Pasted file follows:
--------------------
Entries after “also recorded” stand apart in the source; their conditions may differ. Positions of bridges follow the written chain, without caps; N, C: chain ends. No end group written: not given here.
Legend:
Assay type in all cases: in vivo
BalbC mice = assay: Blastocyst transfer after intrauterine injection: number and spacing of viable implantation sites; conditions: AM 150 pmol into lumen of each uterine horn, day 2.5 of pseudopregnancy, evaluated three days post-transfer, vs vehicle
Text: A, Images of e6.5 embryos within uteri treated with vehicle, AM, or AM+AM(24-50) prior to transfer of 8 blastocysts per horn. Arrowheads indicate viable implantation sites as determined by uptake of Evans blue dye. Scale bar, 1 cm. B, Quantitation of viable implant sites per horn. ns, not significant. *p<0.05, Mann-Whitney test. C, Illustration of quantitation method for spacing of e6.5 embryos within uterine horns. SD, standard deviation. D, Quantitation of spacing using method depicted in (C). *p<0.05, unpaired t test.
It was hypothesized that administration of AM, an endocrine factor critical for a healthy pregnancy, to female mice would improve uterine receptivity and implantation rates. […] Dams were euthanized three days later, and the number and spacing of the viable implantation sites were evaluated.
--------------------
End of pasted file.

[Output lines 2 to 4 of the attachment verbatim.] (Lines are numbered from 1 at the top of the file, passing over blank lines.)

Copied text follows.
Legend:
Assay type in all cases: in vivo
BalbC mice = assay: Blastocyst transfer after intrauterine injection: number and spacing of viable implantation sites; conditions: AM 150 pmol into lumen of each uterine horn, day 2.5 of pseudopregnancy, evaluated three days post-transfer, vs vehicle